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Shipping snails

How to safely ship snails by mail

It has been more than a year now but the dreadful experience that made me write this post is still pretty painful. 2 rare snails (acavus and megalobulimus) were shipped to me in packaging so inappropriate that they arrived with a severe hypothermia. In addition, acavus was so malnourished that he died within a week, megalobulimus followed shortly after.

This is my method, there could be other

I am convinced that the process I am just about to describe it is currently the best and safest method - of course, there may be other opinions and perhaps better solutions. If you know any, I would be happy if you share them with me. What shocks me is that there is a common opinion that even the "art" of packing snails for travel is know-how or a trade secret of breeders. But as it turns out - in some cases, it is indeed a matter of life and death.

"Boxing" the snails

I place the snails in a small plastic box with breathing holes. Ideally, each snail should be packed in its own small plastic box, but that’s not always possible. Additionally, when it is cold however, I usually pack more snails together to save space - because a smaller cardboard box (with styrofoam lining of course) does stay warm longer. Nevertheless, the number and size of snails should be chosen so that in the event of an impact, one snail does not break another snail’s shell. I try to pack as much moss as possible between two snails to cushion any potential contact.

I fill the remaining space with moist moss so that the snails are packed tightly - when you gently shake the box, you shouldn't hear rattling sound. Under no circumstances do I use bunch of dandelion leaves or lettuce as filler because the snails will eat it and/or it will wilt, creating unwanted free space where the snails can move during transport and bump against the walls or each other. You don’t need to use expensive moss you purchased online; any moss from your garden lawn will do. Coconut peat (or regular peat) is also not the best idea - I don't know exactly why, but snails sent in peat always need much more time to recover after the journey (this has been confirmed by many people to whom I’ve sent snails in moss - they praised that the snails were almost immediately active after being taken out of the box). Maybe snails simply rest in moss regularly, but they only burrow into peat as small babies, so being "buried for many hours" is just very stressful for them.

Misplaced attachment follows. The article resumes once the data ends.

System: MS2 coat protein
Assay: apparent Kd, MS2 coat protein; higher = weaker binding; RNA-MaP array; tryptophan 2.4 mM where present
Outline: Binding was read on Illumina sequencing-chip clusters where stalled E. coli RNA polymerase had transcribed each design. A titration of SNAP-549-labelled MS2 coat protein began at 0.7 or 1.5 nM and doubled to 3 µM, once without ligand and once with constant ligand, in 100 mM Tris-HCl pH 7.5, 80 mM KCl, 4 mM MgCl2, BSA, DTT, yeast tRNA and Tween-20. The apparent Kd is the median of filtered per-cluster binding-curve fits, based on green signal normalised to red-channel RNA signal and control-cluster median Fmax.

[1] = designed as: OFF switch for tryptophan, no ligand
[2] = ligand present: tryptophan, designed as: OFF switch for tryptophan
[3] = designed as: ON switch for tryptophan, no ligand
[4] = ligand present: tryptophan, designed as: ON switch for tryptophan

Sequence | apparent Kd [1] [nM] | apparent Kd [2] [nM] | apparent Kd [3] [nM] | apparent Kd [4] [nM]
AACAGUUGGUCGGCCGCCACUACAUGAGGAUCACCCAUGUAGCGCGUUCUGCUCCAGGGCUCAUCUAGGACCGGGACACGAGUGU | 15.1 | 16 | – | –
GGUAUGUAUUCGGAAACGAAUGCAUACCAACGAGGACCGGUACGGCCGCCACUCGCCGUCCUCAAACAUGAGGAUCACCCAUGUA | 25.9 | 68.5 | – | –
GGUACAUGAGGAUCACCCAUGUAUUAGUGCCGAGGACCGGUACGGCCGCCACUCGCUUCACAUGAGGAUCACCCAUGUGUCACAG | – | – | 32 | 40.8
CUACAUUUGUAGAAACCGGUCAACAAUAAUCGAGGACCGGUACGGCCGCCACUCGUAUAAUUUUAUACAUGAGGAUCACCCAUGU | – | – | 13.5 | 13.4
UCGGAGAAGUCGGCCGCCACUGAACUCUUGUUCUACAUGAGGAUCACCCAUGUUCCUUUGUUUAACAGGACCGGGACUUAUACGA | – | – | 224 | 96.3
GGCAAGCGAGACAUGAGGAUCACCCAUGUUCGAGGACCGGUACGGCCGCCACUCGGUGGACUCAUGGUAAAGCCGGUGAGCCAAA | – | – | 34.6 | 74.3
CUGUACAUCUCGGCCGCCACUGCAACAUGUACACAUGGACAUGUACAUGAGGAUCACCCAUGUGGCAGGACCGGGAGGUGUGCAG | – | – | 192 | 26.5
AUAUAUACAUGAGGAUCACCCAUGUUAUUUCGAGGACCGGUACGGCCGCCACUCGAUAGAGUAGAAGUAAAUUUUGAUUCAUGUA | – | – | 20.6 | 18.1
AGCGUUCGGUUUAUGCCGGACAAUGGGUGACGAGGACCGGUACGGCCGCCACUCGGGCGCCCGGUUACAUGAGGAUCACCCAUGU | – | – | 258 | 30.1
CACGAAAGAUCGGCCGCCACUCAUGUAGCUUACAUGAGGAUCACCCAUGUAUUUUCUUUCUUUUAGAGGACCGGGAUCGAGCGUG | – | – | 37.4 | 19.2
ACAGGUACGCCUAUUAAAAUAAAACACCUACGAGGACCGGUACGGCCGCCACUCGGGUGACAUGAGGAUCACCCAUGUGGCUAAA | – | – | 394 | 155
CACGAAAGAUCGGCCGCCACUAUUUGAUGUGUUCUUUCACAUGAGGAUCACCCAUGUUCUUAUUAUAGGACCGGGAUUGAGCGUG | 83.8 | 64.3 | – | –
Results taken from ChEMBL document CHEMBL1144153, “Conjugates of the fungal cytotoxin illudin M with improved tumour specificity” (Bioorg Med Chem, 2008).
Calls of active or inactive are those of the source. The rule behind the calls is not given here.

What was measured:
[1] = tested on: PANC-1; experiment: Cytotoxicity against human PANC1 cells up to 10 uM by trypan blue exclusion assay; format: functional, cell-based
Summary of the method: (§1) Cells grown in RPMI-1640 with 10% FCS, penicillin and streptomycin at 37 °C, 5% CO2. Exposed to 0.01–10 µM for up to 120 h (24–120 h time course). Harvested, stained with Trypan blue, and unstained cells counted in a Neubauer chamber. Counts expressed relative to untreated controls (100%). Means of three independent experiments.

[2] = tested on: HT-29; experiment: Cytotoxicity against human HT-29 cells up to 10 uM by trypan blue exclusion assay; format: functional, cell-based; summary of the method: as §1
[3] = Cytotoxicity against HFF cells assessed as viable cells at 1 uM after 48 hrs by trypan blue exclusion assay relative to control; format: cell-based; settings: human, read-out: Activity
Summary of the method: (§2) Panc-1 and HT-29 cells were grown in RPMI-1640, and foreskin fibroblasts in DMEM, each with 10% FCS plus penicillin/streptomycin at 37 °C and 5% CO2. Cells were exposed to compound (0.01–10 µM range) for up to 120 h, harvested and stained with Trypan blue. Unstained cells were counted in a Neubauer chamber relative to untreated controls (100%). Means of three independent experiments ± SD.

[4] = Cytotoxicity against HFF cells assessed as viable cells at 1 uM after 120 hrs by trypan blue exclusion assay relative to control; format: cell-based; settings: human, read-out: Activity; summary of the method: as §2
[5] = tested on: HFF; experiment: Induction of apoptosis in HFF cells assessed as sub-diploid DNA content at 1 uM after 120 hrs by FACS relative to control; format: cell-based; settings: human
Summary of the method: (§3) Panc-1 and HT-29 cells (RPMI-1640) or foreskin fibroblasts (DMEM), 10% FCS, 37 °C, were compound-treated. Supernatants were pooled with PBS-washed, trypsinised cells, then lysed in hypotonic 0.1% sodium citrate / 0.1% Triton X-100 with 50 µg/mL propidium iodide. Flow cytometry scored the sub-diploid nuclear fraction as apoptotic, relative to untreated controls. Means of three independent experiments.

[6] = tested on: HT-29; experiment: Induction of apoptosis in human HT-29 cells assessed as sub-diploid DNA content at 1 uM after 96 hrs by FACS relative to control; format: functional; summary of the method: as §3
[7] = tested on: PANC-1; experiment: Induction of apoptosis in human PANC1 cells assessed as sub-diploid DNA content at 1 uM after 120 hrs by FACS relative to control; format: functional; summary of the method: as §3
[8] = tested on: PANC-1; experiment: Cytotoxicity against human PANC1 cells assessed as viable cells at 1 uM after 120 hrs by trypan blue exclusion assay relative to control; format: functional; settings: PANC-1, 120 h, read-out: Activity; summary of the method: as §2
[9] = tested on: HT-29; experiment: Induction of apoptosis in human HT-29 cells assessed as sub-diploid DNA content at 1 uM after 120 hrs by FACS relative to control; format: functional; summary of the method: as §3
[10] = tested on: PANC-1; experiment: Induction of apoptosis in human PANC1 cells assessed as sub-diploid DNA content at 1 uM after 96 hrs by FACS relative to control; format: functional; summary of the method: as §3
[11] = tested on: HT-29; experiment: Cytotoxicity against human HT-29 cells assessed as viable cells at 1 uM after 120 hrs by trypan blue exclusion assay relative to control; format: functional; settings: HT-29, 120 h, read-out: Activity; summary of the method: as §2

The small plastic boxes must be sealed with tape to prevent them from opening during the journey. Yes, it has happened to me that snails arrived and were freely wandering around in a cardboard box because the small plastic boxes (unsealed) opened during transport.

Food for the trip

As food during the journey, sweet potato is suitable because it does not spoil. If the trip gets complicated, it can last without any problems for a week. I place a few thin slices of sweet potato directly under the snail, so he just sits and eats without having the tendency to move anywhere, thereby increasing the risk of injury. I have heard an opinion that if there is no food at all, the snails will just sleep and stay still. Partially true perhaps but before that happens, snails will be digging and searching the box' content just in case, there is food somewhere to be discovered. So my recommendation is - food, thin slices, close to the snail.

The main shipping box

The cardboard box must be large enough so that after all the plastic boxes are packed inside, there are sufficient deformation zones on all sides. Sure, a courier might throw the box or another heavier box might dent a corner, but if there is enough free space inside, it won’t harm the snails.

The cardboard box must also be sturdy enough. If it isn't, just use two boxes or at least reinforce it at strategic points like the bottom and top, or opposite corners, with another piece of cardboard.

As filler, newspapers can be used, but there must be enough of them and they must be tightly crumpled to prevent the plastic boxes with snails from moving freely inside the cardboard box. Personally, I prefer styrofoam pre-made Flo-pak packing pieces combined with air pillows, which I either buy or recycle just like the cardboard boxes (yes, my whole family and all my friends collect boxes and packing materials for me - it’s cheap and eco-friendly). They perfectly fill any space and also insulate - 2 in 1.

Temperature can kill!